Union trying to unionize Toyota plant Auto dealers who sell foreign brands are criticizing a plan by the United Auto Workers union to protest at Toyota Motor Corp. dealerships.
On Thursday, newly-elected UAW President Bob King said the union was redoubling its efforts to organize Toyota workers and will protest at the Japanese automaker's dealerships.
"Attacking small businesses won't help Mr. King build back UAW membership," Cody Lusk, president of the American International Automobile Dealers Association, said Friday.
"If he wants to pressure the 28,000 workers at Toyota's U.S. manufacturing plants to unionize, he should consider some other method than hindering business at a randomly chosen Toyota dealership."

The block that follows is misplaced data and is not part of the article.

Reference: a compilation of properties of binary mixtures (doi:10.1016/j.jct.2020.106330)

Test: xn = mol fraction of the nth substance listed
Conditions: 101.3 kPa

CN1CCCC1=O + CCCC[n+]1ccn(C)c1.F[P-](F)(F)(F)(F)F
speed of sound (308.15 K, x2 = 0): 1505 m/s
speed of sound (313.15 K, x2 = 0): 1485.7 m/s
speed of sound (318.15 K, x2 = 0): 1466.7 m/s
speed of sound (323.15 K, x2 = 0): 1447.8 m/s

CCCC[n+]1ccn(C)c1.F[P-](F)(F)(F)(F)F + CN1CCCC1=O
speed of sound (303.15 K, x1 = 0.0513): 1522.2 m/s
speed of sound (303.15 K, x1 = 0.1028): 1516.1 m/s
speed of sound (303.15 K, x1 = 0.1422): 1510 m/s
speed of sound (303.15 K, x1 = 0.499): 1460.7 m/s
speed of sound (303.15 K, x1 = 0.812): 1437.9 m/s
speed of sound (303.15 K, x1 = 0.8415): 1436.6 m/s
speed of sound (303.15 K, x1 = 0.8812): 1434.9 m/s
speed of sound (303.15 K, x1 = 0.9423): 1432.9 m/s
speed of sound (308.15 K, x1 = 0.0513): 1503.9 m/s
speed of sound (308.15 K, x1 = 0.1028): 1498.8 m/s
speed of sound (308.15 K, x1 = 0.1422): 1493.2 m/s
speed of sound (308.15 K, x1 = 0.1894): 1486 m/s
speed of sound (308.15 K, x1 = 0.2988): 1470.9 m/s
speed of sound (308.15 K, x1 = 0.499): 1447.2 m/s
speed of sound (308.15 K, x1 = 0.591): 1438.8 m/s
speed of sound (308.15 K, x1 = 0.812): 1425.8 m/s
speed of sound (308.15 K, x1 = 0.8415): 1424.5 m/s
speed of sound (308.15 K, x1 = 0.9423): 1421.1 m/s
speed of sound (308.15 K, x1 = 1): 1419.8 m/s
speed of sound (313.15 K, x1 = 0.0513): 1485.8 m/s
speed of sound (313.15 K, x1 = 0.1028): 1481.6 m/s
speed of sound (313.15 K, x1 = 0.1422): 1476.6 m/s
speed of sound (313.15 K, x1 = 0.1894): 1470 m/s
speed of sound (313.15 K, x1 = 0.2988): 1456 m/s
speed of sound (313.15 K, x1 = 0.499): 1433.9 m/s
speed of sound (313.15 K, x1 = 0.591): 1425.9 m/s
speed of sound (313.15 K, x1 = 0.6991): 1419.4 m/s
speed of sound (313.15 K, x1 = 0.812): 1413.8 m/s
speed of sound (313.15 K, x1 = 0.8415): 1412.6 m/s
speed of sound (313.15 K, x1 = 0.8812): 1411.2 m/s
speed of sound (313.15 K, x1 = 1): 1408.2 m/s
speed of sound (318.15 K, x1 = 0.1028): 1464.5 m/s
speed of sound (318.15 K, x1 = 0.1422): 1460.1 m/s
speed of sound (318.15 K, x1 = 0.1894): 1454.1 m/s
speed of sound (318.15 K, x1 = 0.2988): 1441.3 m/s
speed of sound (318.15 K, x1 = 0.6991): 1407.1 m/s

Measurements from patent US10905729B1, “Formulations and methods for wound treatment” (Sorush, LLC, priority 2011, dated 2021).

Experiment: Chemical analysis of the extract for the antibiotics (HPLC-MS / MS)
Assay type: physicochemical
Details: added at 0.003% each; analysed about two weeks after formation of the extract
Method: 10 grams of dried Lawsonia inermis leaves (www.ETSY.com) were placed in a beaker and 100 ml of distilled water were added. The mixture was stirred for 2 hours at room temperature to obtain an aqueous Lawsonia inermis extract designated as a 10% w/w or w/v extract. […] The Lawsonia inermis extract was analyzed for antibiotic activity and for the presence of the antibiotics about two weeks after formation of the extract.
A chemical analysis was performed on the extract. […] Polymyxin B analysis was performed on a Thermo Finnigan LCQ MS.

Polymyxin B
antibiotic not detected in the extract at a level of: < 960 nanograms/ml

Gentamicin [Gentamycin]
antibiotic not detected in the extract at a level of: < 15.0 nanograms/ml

The union argues that Toyota, which has recalled more than 9 million vehicles worldwide over sudden acceleration concerns, has put making money ahead of the safety of its customers.
In Detroit on Thursday, King vowed to "pound on Toyota until they recognize the First Amendment rights of those workers to come into the UAW."
The dealers group represents 10,000 dealers of 29 international automotive brands, and employ more than 500,000. In 2010, the dealers have sold 2.5 million vehicles, more than half of which were built in the United States.
"A picket line will only hurt the dealership, its employees, and the community it serves," Lusk said.
"An assault on America's auto retail industry will only serve to highlight the disconnect between the UAW and reality." Detroit News
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